It is extraordinary that the Court of Appeal itself decided to carry out an investigation into whether there is a clear risk of IHL violations. Because that is precisely the minister’s job. After all, terms such as “clear risk” and “serious violations” are not concrete. They need to be fleshed out. It is pre-eminently the minister who has to make an assessment whether there is a “clear risk”. In its ruling, the District Court of The Hague had also considered that the State is entitled to a wide margin of discretion for making policy assessments in the field of (national) security and foreign policy. The question is not: what decision would the Court of Appeal make? The test should be: could the minister reasonably have reached her decision? By conducting this test itself now, the Court of Appeal is really sitting in the minister’s chair.

Mandatory rejection

Next, the Court of Appeal argued that the Minister also had no policy discretion. According to the judges, the provisions of the Common Position and the Arms Trade Treaty apply directly in the Netherlands. In fact, the Strategic Goods Decree twice contains the phrase “A licence shall in any case not be granted insofar as this arises from international obligations.” By international obligations, the legislator then means the Common Position and the Arms Trade Treaty, the court said. But a perceptive reader will immediately see that this only refers to the situation where the licence has not yet been granted.

According to the Court of Appeal, these mandatory provisions apply not only when the licence is granted, but also afterwards. According to the court, this is in line with the intention of the Common Position and the Arms Trade Treaty. Economic and diplomatic considerations can therefore play no role at all in the mMinister’s decision, the court said. Although the Strategic Goods Decree and the text of the licence give the minister much leeway, the Court of Appeal gives a restrictive interpretation of that leeway by reading it through the lens of the Common Position.

Since it is mandatory law and the Court of Appeal found that there is indeed a clear risk of serious violations of humanitarian law of war, only one decision remains: the State must stop supplying F-35 parts within 7 days. To cap it all off, the Court of Appeal also decides that in the event of an appeal to the Supreme Court, this ruling will still stand.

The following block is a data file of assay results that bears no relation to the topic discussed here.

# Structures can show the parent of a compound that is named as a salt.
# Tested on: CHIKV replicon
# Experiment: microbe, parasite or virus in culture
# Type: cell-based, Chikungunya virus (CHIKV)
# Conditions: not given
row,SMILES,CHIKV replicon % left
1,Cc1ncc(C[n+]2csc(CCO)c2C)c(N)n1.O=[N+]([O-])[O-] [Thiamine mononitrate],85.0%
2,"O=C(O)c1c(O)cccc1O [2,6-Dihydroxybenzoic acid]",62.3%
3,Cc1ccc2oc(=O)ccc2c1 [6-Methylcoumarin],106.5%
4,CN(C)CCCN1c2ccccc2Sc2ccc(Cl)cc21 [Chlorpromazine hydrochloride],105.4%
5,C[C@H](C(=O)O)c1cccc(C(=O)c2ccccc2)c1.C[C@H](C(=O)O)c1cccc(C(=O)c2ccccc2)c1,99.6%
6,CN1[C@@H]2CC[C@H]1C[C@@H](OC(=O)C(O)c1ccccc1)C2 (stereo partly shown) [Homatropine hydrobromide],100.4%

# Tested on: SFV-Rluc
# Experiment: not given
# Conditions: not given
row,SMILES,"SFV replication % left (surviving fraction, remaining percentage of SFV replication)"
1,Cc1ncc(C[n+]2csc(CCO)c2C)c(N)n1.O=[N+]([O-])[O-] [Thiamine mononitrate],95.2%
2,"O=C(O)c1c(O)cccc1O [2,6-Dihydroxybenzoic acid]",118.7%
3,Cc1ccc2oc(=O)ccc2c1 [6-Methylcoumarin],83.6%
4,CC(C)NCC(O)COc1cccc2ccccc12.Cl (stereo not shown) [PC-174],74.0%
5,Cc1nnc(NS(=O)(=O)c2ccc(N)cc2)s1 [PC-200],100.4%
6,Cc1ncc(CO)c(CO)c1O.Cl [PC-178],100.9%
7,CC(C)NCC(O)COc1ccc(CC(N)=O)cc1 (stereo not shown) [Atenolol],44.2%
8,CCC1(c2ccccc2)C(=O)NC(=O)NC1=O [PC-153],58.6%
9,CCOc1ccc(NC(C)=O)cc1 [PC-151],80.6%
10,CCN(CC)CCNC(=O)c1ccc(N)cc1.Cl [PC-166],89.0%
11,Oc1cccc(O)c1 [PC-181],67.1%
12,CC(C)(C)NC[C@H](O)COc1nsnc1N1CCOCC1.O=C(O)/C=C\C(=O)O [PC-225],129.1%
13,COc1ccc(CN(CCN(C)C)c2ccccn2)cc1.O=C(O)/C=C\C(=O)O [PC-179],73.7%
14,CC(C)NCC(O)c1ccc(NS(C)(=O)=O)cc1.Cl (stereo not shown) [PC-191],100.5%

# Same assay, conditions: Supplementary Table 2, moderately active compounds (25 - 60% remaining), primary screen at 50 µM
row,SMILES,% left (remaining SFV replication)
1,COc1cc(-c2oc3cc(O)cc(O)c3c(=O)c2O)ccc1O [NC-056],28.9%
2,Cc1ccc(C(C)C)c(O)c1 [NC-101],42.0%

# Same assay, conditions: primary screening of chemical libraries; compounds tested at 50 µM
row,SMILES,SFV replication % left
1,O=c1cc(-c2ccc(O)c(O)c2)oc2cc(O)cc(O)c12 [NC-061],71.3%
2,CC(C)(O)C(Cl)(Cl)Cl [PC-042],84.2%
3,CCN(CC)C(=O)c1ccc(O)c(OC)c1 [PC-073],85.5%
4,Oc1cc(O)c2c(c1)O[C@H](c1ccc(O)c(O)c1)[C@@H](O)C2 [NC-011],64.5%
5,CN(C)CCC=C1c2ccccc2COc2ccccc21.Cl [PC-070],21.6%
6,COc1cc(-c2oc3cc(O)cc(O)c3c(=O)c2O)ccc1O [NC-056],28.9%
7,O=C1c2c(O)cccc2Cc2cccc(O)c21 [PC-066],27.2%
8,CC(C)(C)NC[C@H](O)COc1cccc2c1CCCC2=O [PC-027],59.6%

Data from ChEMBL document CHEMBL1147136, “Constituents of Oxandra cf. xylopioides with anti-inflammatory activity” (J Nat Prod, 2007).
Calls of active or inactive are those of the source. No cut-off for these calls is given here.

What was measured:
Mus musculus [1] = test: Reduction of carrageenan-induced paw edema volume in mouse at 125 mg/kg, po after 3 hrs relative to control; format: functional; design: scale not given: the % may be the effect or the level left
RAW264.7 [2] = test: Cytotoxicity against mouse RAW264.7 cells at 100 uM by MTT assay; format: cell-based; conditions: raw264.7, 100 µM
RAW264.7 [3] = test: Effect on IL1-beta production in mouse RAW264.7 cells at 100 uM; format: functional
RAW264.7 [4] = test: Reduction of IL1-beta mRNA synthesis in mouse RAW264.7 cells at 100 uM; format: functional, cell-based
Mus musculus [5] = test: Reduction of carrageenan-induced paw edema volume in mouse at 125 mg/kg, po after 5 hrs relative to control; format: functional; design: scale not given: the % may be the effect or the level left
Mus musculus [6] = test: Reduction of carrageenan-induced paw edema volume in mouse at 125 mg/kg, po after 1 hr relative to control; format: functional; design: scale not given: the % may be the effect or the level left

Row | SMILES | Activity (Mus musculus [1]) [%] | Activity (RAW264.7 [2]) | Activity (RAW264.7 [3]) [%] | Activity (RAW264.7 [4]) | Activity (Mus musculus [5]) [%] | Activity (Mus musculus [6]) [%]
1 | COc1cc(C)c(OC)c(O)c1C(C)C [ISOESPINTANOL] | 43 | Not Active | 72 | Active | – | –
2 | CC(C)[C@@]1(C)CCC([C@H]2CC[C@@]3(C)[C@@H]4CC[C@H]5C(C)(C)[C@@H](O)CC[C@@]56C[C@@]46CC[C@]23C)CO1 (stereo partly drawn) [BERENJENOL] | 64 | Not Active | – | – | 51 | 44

In conclusion, the first part of the Court of Appeal’s judgment is mainly based on wafer-thin evidence. Therefore, the Court’s conclusion that there is be a clear risk of serious IHL violations is already debatable. In addition, the Court of Appeal sits in the Minister’s chair by making its own assessment instead of testing whether the Minister’s decision is reasonable.

The second part of the judgment is also questionable. In it, the Court of Appeal limits the minister’s policy discretion and interprets the Comon Position very broadly. The Court believes it can do so because it is in the spirit of international obligations. It itself acknowledges that those obligations are not literally there. That goes a very long way.

Summary of the main criticisms of the Court’s decision of 12th Feb 2024

  • The Court’s assessment of the “clear risk of serious violations” is based mainly on UN and NGO reports. The court states that the State has not contested these “facts” or has not contested them sufficiently.
  • These NGO reports contain allegations of war crimes and crimes against humanity. These are very serious allegations, which have not been established by a judge. The fact that the State does not sufficiently rebut these “facts” does not mean that the allegations are true.
  • The Minister has discretion to determine whether there is “clear risk” and “serious violations”. The Court of Appeal should have reviewed whether the minister could reasonably have reached her decision. Instead, the Court of Appeal has now made the decision itself. In doing so, the Court of Appeal went beyond its remit. This is contrary to the Minister’s discretion.
  • The Court of Appeal argued that the Common Position contains mandatory provisions that should lead to re-examination of the decision. That is not contained in the text of the Common Position. It only contains an encouragement to re-review.
  • The Court of Appeal held that the provisions of the Common Position have direct effect and that this effect ensures that the Strategic Goods Decision and the licence must be interpreted in the light of the Common Position. In doing so, the Court of Appeal limited the minister’s policy discretion.
  • The Court of Appeal stated that the direct effect is based on provisions of the Strategic Goods Decree, which states the following: “In any event, a licence shall not be granted insofar as it arises from international obligations.” However, that only refers to the granting of a new licence. The Minister’s policy discretion under the Strategic Goods Decree is unjustifiably completely curtailed.

Mr Freek Vergeer is a researcher at CIDI. This article was produced with the cooperation of Dutch Jurists for Israel (NJVI), a working group of The Hague Initiative for International Cooperation (thinc.).